Relay for Life Surpasses Fundraising Goal

May 30, 2023
Lead Organizers for the Bedford Relay For Life, a fundraising event for the American Cancer Society that took place over the weekend, included Gianna Missiti, Lulu Steele, Coco Steele, Elena Protasowicki, and Lia O’Neil. Staff Photo: Jenny Stewart

The 2023 American Cancer Society Relay for Life at Bedford High School on Saturday night and Sunday morning easily surpassed its $25,000 fundraising goal.

BHS senior Gianna Missiti, overall chair of the event, shared the news with several dozen volunteers assembled around the 50-yard line at Sabourin Field at the start of the 13-hour relay. She said the campaign raised more than $35,000, bolstered by a $10,000 shot in the arm from the Watertown Italian-American Social Club.

“We have all been impacted by this horrible disease in some way,” Missiti said. “We really want to help everyone that we can.”

The Bedford Relay for Life, which began in 2006, is a team competition. The concept is at least one representative of each group walking or running on the track continuously for the entirety. Supporters pledge donations as a flat rate or per lap.

After the event, Missiti explained that her father, an immigrant from Italy, joined the Watertown club soon after arriving. “As time went on, the club slowly started to decrease in numbers. The remaining members then went on to sell the building and donate all remaining money to charities, one of these charities being Relay for Life.”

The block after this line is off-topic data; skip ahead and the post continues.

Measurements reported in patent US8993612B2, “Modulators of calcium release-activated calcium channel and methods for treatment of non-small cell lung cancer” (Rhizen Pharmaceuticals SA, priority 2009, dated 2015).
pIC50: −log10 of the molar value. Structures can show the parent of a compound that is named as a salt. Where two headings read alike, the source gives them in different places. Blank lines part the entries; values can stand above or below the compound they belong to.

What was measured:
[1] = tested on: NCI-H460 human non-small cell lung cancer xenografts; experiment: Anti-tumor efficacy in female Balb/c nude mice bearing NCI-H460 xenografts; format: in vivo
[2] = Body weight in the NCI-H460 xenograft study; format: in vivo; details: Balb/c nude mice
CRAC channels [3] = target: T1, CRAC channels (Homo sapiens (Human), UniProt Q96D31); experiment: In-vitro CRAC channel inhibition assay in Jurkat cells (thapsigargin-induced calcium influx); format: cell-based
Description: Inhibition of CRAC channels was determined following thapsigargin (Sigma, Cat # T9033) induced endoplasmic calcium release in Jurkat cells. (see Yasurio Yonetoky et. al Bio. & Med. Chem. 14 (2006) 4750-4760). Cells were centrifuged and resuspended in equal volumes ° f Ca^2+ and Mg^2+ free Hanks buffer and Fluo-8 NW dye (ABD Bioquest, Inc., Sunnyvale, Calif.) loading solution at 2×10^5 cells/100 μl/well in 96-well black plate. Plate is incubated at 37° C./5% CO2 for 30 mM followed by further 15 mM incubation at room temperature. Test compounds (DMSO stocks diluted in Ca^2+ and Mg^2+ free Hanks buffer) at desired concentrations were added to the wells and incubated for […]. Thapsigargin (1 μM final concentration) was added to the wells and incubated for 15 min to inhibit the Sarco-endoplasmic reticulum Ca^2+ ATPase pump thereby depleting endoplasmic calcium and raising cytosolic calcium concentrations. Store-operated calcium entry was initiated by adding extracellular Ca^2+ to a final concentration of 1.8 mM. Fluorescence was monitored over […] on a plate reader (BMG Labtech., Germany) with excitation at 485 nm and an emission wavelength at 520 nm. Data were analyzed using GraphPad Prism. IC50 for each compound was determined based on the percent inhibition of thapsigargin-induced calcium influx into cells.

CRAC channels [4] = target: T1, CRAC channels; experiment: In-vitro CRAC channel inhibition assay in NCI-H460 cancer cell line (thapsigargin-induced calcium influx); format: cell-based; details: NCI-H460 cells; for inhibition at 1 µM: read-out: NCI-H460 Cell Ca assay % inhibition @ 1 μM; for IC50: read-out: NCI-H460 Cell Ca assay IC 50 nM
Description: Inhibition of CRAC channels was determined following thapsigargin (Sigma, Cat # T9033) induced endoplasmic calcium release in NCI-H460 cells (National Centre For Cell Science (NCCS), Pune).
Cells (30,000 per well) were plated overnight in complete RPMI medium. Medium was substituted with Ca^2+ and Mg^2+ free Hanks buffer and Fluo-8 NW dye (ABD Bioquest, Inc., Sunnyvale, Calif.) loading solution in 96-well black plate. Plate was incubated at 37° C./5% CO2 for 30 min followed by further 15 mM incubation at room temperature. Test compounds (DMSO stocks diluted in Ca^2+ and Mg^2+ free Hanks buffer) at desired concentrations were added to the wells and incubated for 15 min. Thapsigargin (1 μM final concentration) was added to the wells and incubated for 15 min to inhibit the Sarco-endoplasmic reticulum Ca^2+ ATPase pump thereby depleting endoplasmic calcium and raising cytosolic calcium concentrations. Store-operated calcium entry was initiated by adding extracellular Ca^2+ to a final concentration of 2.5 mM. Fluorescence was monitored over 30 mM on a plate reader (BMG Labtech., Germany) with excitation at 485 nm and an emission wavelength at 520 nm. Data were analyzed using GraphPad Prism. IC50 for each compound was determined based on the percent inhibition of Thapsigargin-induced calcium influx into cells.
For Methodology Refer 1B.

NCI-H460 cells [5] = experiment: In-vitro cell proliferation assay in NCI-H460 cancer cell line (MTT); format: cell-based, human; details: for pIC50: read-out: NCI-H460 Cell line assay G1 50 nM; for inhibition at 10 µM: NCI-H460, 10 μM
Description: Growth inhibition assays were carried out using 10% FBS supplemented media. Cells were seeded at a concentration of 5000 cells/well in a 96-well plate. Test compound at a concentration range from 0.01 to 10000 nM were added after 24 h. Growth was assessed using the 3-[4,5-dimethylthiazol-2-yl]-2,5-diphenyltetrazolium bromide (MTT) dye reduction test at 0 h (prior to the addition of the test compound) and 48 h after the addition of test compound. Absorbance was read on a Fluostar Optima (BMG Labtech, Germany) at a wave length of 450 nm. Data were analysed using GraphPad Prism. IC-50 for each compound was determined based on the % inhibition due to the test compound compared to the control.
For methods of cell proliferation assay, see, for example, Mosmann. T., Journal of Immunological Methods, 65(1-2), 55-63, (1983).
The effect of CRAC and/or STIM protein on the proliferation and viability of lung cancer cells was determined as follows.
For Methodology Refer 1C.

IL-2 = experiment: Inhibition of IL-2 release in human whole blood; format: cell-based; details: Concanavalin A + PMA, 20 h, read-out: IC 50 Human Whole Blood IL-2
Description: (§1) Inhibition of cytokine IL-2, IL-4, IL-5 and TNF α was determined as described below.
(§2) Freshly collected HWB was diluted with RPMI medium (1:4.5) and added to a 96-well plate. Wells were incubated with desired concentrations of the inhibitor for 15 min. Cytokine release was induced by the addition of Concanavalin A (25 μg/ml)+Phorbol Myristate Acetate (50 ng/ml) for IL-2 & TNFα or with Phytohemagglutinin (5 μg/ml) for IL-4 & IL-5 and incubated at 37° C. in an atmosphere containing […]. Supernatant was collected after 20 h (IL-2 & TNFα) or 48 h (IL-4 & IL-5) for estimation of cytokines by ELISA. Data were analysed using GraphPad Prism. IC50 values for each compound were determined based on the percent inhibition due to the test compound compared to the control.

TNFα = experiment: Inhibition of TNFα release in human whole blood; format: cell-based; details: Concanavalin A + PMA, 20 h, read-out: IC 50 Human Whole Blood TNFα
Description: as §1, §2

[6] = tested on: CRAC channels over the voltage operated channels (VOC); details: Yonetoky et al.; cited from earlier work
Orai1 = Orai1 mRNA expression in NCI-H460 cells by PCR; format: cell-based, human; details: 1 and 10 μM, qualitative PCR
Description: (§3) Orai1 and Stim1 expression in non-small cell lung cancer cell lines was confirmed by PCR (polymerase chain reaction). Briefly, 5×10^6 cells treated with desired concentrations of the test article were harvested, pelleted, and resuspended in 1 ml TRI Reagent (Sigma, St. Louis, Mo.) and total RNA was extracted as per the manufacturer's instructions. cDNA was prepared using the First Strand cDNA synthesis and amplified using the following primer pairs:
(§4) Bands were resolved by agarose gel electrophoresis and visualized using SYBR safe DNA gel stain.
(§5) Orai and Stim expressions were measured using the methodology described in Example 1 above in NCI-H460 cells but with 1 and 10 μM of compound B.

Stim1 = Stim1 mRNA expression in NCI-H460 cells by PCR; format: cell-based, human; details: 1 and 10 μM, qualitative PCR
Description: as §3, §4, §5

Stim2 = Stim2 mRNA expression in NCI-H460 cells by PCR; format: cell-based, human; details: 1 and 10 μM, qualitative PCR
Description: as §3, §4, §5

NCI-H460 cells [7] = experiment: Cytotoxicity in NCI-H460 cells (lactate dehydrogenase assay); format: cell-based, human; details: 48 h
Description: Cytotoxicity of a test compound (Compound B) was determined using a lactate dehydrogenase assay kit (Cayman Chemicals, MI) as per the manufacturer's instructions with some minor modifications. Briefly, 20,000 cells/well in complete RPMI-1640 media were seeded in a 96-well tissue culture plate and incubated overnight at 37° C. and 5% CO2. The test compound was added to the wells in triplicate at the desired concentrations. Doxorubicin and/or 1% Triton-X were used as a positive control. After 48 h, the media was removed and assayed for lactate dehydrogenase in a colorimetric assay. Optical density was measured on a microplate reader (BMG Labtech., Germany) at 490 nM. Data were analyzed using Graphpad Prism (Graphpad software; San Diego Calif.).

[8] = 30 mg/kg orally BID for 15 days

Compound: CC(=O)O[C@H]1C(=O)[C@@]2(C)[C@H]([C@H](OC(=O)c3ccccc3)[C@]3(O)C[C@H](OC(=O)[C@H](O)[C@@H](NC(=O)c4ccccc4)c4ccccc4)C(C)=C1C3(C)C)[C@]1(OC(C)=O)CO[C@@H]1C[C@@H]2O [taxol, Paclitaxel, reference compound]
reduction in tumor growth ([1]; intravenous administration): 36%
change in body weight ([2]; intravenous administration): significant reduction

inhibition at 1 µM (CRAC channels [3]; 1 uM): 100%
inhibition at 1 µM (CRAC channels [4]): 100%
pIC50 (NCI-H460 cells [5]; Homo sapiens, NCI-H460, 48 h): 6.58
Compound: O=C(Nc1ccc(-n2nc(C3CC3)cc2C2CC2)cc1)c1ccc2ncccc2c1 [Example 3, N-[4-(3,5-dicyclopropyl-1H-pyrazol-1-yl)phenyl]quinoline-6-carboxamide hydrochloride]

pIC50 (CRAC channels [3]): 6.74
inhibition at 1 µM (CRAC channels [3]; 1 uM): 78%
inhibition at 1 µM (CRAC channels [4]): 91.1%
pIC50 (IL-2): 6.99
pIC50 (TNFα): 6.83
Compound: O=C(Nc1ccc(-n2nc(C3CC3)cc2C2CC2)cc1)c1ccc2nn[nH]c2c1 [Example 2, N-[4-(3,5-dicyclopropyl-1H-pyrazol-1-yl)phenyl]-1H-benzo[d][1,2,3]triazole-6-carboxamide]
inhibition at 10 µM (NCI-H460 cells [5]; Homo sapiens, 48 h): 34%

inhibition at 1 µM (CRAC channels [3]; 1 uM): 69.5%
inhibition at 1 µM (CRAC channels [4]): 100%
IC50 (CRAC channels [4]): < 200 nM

Purple, symbolizing hope, has long been the official color of Relay for Life, and organizers festooned the Sabourin Field complex with balloons and streamers of that color. 

Members of the BHS Air Force Junior Reserve Officer Training Corps presented the colors, and during the ensuing recording of “The Star-Spangled Banner,” even the pickleball players at the adjacent tennis courts paused. 

The formal Relay for Life activities began with a walking lap around the track for about a dozen cancer survivors and caregivers, as several dozen volunteers lined the field alongside the inside lane and applauded.

One of the survivors later addressed the volunteers with his personal story about overcoming leukemia as a teenager.

Hasan Meyers of Cambridge said he was diagnosed in 1986 at age 13, but didn’t understand the seriousness of the illness for several months until the death of a fellow patient he had befriended. “I came to the clinic one day, and a nurse gave me the bad news. That’s when everything turned around for me.”

“I decided I was no longer going to allow it to own me,” he said of the disease. “I walked into the hospital with positivity, and it made a difference over the next two years.” His last chemotherapy treatment was in March 1989, he said, followed by five years of monitoring. “Then the doctor said, ‘I think you are good.’ And that was my journey.”

Meyers is field manager for Buono Pest Control of Belmont, which was the primary commercial sponsor of this year’s Relay for Life.

Participants spending the night set up camp-style shelters in spots outside the track perimeter, with signs proclaiming team names, like “All Night for the Fight.”

Organizers also raised money through a silent auction featuring an array of framed photographs of significant Boston sports heroes.

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